Converting loft space into a usable room has become a popular way to increase the space in a home, while also adding value to the property. However, before starting your own loft conversion, it’s a good idea to consider what will be involved in the process.

We’ve put together a guide to walk through the steps that are necessary building a loft conversion. Follow these steps to make sure your loft conversion is successful and adds value to your home.

1). Can your home’s foundations bear the weight of a loft conversion?

While only a small increase in your home’s weight, a loft will add a heavier load to your home’s foundations. You’ll want to make sure the foundations can bear this new weight. The process usually involves exposing the foundations so they can be checked. The beams and lintels in your home will also need to be checked.

This work is usually done by a Building Control officer. He’ll check to see whether or not your home needs underpinning in order to safely support the weight of the converted loft. Keep in mind this could double the cost of your conversion.

2). Head Height—Is There Enough?

You’ll want to make sure to hire an architect who can measure your loft space to make sure there’s enough headroom. Can you imagine going up to your newly finished loft and not being able to stand up fully? The architect who draws up the plans should clearly show how much headroom you’ll have in the loft.

Remember to include the staircase accommodation, too. And make sure the staircase doesn’t inadvertently start within an existing bedroom or other room. It doesn’t make much sense to add space and then lose a room in the process.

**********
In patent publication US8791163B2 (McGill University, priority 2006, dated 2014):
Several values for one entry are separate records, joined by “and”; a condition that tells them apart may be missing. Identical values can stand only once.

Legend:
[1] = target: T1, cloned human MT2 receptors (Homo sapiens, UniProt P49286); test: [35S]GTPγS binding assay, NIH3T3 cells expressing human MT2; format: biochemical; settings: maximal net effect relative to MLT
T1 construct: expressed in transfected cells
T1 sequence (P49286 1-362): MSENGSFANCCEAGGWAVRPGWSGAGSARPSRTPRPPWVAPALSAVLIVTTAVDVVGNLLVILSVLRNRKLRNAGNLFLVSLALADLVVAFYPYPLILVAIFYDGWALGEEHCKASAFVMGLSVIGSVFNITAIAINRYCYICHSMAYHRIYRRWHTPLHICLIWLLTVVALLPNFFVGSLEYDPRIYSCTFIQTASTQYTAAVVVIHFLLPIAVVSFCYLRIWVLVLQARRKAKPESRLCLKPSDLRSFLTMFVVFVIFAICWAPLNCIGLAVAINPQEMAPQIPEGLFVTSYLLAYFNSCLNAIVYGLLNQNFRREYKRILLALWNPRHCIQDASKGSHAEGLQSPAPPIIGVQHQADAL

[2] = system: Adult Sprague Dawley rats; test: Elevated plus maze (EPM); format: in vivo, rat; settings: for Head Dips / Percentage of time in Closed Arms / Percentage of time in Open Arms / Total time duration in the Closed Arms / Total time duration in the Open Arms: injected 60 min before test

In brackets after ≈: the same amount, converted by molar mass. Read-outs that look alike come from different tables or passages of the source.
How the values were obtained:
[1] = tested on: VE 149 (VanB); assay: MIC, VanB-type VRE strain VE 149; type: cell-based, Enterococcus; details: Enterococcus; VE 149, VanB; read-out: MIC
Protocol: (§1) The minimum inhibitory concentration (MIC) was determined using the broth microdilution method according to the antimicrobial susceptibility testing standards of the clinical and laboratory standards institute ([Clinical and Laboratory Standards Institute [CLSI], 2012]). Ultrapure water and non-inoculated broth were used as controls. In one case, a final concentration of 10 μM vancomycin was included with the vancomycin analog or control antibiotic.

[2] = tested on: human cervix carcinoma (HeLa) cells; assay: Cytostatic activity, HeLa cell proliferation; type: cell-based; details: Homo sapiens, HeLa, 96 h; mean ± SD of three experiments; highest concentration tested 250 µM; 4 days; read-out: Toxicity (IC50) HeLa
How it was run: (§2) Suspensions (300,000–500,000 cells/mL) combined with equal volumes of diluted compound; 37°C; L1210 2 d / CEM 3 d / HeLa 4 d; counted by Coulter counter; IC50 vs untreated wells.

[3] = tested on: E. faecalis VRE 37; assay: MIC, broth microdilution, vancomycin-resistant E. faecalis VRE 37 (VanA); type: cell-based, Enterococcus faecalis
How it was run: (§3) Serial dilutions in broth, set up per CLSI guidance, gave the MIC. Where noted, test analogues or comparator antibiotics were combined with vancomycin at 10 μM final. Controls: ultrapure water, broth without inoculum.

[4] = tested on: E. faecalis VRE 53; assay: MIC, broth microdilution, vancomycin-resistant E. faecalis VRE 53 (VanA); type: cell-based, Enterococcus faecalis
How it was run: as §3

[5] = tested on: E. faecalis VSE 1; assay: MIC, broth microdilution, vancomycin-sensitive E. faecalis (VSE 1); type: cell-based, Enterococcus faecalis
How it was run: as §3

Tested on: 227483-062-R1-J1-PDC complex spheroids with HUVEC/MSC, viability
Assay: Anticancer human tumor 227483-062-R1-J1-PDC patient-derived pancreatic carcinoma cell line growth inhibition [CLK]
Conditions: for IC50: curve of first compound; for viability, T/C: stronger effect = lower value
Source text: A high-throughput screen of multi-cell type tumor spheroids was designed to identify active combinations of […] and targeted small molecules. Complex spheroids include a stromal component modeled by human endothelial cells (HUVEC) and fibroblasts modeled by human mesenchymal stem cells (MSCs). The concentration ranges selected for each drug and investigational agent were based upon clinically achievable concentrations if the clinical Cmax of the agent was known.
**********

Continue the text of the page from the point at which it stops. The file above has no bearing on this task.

3). Building Regulations & Party Wall Agreements

Loft conversions generally need to be approved under Building Regulations, even if they don’t require planning permission. It’s better to have the plans ready before hiring a building. In fact, an approved design will lower the risk of the project, and the building will be able to give you a fixed quote, rather than an uncertain estimate.

You’ll need to notify your neighbors about the conversion if you have a semi-detached or terraced home.

As the build progresses, a Building Control officer will some and inspect the work at different times. Once it’s completed, they will give you a final completion certificate. Be sure not settle financial matters with the contractors until you have the certificate.

4). Alteration of Roof & Floor Joists

The internal supports in your roof, which include struts in the loft and horizontal roof beams, will have to be taken out to make room for the loft conversion. Then they’ll have to be replaced with new supports that don’t overtake the loft space.

In addition, the ceiling joists will not be adequate to use as floor joists. In this case, new floor joists will be fitted alongside the ceiling joists and slightly above the ceiling plasterboard, so it won’t touch.

The joists will then rise above the tops of the ceiling joists and form the floor. These will bear either on the existing wall plates of internal and external load bearing walls or will on new beams that may be installed.

5). Stairs

Stairs for a loft conversion can be challenging; this is because the space is limited and tight. While narrow winding stairs are OK, they can be too narrow to easily allow moving furniture to the loft.

Some people consider custom-built stairs, but these can be quite expensive, often costing up to ten times more than pre-made stairs.